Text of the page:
3 Ways to Start the New School Year Strong

Choosing books for the first weeks of school can be tricky!

You don't want to use up all of your favorite books, or choose books that are too fluffy, and you need to choose books that will bring your new class out of their shells. Here are the back to school books I love to use each year!

Back to School Books

Two of my favorite first week read alouds are by Ryan Higgins.

We Don't Eat Our Classmates - first day read aloud

We Don't Eat Our Classmates is an excellent ice breaker because of how silly it is! From the 300 tuna sandwiches with just one juice box, down to a vicious goldfish - Penelope will have your class laughing and talking in no time!

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We Will Rock Our Classmates - back to school read aloud

The sequel, We Will Rock Our Classmates, Penelope is too afraid to try doing the thing she loves the most. This book is a great conversation starter too. I prefer to wait a day or two to read it, so my class is feeling a bit more comfortable sharing with each other.

Next up is Jory John!

The Bad Seed by Jory John

The Bad Seed is another book that will really get your class sharing their thoughts and feelings. Is the seed really bad? What does being bad mean? I have used this book in Kindergarten for years and they have had some really thoughtful conversations about it!

The Good Egg by Jory John

The Good Egg is the second in the series and another book that gets kids thinking. Is he happier when he is good? What is making him be "good?" 

The Cool Bean is the most recent book in Jory John's series. I love this one because it is about friendship and how things can change. Even though you don't call someone your best friend, it doesn't mean they don't care about you! This is a great first week book when K-1 students are making new friends each day and learning how to deal with those new relationships. 

This trio is one that we revisit throughout the year and always stay displayed in the bins in the front of our room!

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Getting to know your class

would you rather daily voting in K-1

I always start using Would you rather questions on the first day of school. I choose with silliest ones that I know they will all have an opinion on in the beginning. 

Each morning my students have to find their own name from the table in the back of the room (a great skill for early readers) and then only choose one of the two options. This is always a hard part at first and requires some training.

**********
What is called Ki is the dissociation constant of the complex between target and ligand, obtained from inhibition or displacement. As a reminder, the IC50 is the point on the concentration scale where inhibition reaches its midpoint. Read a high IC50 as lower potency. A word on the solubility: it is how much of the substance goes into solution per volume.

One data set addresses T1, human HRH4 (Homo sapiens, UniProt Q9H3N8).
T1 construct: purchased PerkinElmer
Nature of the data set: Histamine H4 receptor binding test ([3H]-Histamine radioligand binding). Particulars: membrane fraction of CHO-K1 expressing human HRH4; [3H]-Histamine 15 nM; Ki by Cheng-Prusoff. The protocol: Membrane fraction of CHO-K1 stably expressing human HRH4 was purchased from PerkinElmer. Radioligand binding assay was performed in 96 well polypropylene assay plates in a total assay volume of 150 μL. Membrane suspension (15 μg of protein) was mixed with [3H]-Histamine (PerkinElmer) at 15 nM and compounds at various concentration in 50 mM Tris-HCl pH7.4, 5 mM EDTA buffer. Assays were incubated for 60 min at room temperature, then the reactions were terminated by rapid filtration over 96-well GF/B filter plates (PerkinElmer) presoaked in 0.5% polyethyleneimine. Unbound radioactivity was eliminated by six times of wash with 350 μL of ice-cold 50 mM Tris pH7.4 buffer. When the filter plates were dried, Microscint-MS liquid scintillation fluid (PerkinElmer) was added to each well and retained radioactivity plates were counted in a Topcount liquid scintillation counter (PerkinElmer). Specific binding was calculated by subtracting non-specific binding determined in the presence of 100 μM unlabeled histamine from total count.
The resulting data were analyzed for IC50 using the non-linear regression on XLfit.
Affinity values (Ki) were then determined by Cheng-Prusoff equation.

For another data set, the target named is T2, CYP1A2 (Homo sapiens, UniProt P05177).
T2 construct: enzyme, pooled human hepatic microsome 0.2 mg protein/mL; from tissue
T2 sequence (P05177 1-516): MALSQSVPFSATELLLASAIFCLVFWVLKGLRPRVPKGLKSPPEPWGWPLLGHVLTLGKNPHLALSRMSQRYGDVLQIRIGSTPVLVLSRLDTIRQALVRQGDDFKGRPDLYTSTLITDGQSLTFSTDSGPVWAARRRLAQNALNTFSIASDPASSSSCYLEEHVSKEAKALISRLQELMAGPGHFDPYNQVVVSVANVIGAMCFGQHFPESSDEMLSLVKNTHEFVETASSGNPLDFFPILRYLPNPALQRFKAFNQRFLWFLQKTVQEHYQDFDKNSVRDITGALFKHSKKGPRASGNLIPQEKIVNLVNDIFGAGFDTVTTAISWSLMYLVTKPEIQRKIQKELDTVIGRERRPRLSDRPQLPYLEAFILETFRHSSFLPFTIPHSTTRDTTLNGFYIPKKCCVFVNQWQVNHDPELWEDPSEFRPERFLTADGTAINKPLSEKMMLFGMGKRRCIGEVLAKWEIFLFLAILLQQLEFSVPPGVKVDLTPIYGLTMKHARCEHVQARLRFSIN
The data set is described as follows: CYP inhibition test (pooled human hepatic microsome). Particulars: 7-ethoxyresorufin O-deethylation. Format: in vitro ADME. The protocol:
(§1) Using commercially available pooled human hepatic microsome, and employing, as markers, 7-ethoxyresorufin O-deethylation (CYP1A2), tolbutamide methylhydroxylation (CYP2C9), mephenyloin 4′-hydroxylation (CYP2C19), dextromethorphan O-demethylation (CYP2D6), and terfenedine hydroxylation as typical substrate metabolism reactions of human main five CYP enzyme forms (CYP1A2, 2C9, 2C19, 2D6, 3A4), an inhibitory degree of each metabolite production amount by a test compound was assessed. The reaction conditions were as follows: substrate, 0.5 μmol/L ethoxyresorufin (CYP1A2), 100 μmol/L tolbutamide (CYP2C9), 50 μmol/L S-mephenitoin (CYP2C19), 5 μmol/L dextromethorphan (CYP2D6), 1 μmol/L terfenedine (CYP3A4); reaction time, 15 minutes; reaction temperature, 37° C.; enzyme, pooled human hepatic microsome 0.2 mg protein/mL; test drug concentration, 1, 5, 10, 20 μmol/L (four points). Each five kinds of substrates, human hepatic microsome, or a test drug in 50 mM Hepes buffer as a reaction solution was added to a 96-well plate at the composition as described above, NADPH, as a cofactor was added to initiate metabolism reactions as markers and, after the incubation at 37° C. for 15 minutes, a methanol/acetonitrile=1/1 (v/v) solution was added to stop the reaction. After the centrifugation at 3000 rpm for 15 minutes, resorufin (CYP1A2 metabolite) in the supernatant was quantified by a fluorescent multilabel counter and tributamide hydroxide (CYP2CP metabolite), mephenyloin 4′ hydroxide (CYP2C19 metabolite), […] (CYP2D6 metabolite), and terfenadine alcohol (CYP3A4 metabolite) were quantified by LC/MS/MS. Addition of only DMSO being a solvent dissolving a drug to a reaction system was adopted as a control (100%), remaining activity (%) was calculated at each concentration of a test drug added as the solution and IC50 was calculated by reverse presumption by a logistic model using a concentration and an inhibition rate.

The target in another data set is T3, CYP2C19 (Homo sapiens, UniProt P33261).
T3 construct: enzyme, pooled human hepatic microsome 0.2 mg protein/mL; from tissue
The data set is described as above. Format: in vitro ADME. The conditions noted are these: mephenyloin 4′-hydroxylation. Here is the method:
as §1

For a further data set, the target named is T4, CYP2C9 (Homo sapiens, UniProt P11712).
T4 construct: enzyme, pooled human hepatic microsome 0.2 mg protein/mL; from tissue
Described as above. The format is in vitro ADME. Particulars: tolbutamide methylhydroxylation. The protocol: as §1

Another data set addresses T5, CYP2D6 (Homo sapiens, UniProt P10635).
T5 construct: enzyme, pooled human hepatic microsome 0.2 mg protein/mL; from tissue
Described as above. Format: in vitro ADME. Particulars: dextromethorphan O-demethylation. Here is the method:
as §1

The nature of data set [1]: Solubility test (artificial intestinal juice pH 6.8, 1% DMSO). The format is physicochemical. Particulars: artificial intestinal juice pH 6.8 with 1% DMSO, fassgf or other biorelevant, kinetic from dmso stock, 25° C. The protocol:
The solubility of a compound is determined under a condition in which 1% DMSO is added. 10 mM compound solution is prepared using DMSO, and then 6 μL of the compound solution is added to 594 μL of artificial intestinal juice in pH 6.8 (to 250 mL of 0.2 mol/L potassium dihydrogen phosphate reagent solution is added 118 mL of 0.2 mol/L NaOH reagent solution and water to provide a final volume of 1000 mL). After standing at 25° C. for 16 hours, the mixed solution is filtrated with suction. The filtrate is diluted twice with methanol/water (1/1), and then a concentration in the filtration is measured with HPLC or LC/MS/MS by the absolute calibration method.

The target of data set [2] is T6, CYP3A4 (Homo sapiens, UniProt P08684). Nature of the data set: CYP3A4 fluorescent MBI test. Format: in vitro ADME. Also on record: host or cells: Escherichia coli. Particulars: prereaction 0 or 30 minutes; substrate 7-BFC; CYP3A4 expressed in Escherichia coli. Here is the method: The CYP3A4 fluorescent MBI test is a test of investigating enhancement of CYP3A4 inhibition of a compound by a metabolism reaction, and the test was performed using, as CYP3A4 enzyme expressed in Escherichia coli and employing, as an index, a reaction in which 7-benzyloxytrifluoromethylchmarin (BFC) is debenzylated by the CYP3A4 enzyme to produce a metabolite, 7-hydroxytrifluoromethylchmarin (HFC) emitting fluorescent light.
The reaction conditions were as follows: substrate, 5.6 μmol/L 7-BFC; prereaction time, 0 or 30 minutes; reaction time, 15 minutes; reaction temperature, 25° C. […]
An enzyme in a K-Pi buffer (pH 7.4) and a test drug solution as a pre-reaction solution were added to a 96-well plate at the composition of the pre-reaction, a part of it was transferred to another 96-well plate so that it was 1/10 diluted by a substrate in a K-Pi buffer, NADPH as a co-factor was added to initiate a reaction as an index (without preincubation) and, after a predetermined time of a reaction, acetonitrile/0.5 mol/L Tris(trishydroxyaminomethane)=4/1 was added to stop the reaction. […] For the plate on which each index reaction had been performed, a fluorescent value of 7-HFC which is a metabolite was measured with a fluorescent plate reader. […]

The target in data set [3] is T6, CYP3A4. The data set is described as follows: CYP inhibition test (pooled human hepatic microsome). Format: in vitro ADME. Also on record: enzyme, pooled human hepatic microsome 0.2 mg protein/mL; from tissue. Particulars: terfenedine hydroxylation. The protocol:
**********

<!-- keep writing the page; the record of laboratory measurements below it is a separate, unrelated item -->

would you rather daily voting

Then in morning meeting we count up how many for each choice and compare the numbers. It's a fast and fun way to review counting up to 25, as well as the greater, less than and equal to symbols each day!

I have a digital version of the Word of the Day too, same questions but in Google Forms, click here for a closer look.

I use our Writers Workshop to make All About Me books for the first week.

                                           All about me book for K-1

It gives them a chance to talk about all the things that interest them - birthdays, favorite holidays and foods and more! It helps to get even my most introspective students sharing out their feelings more.

All About Me book

During the first week, I have my students complete the September page form their Monthly hundreds chart. This can be a struggle for some students if they haven't worked with numbers a lot. However, we start by setting a small goal - writing the numbers to five or ten. 

                               monthly hundreds charts practice 

Each month we look at their old page, then set a new goal! It really helps my students to focus and begin to understand goal setting. 

                                        practice numbers to 100

They also write their first page from their Monthly handwriting book. This one is a bit easier since they can see the letters on the page in front of them. Instead, we focus on letter formation and pencil grip. 

                                           monthly handwriting book

Each month they compare this month to the previous to see what has changed! 

                                       monthly handwriting book

Then at the end of the year we make a book to send home to their families.

monthly handwriting book

Staying organized

We all know organization is key to a successful year, so here are some resources I always use to keep things on track in my class.

monthly calendars

First, are the monthly calendars, I send these home at the beginning of each month so families know what events are happening that month. They are editable so you can type right in before printing!

monthly reading logs

Next, is our reading logs. Our school has kept track of how many books our students read, and these logs make checking in easy each month!

monthly data tracking sheets

Then, we have our data tracking sheets to help with goal setting in K-1 classes. I use these for spelling and math scores mostly, and they really do help my students understand this concept as the year progresses.

Lastly, is newsletters for parent communication.

digital monthly newsletters

These newsletters make communicating with parents are a big time saver! The consistent format helps you know just wha to share and it allows families to know what information to expect each month. 

I include any important dates and sight words that we have learned that month, as well as a summary of what we did in math, reading and writing that month.

What are some of your must do's for each new school year?

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